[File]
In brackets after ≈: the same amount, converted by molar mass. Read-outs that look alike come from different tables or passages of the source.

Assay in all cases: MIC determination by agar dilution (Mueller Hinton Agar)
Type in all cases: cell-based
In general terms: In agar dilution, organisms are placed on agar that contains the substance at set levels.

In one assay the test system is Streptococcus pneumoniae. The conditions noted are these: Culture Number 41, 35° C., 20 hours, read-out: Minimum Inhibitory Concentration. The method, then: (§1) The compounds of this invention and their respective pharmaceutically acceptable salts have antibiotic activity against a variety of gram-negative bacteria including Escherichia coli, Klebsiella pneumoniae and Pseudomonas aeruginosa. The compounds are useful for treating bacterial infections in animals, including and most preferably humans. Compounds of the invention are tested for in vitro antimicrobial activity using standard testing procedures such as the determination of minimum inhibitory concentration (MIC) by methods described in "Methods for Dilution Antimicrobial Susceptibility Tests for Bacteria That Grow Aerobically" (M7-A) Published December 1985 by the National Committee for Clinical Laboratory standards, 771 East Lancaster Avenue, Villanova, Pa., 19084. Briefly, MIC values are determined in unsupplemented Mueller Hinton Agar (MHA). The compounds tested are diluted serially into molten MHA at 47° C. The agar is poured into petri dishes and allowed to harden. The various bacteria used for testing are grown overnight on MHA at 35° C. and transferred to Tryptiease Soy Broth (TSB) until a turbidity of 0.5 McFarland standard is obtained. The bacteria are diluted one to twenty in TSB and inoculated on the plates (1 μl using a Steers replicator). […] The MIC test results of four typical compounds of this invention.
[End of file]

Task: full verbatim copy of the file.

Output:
In brackets after ≈: the same amount, converted by molar mass. Read-outs that look alike come from different tables or passages of the source.

Assay in all cases: MIC determination by agar dilution (Mueller Hinton Agar)
Type in all cases: cell-based
In general terms: In agar dilution, organisms are placed on agar that contains the substance at set levels.

In one assay the test system is Streptococcus pneumoniae. The conditions noted are these: Culture Number 41, 35° C., 20 hours, read-out: Minimum Inhibitory Concentration. The method, then: (§1) The compounds of this invention and their respective pharmaceutically acceptable salts have antibiotic activity against a variety of gram-negative bacteria including Escherichia coli, Klebsiella pneumoniae and Pseudomonas aeruginosa. The compounds are useful for treating bacterial infections in animals, including and most preferably humans. Compounds of the invention are tested for in vitro antimicrobial activity using standard testing procedures such as the determination of minimum inhibitory concentration (MIC) by methods described in "Methods for Dilution Antimicrobial Susceptibility Tests for Bacteria That Grow Aerobically" (M7-A) Published December 1985 by the National Committee for Clinical Laboratory standards, 771 East Lancaster Avenue, Villanova, Pa., 19084. Briefly, MIC values are determined in unsupplemented Mueller Hinton Agar (MHA). The compounds tested are diluted serially into molten MHA at 47° C. The agar is poured into petri dishes and allowed to harden. The various bacteria used for testing are grown overnight on MHA at 35° C. and transferred to Tryptiease Soy Broth (TSB) until a turbidity of 0.5 McFarland standard is obtained. The bacteria are diluted one to twenty in TSB and inoculated on the plates (1 μl using a Steers replicator). […] The MIC test results of four typical compounds of this invention.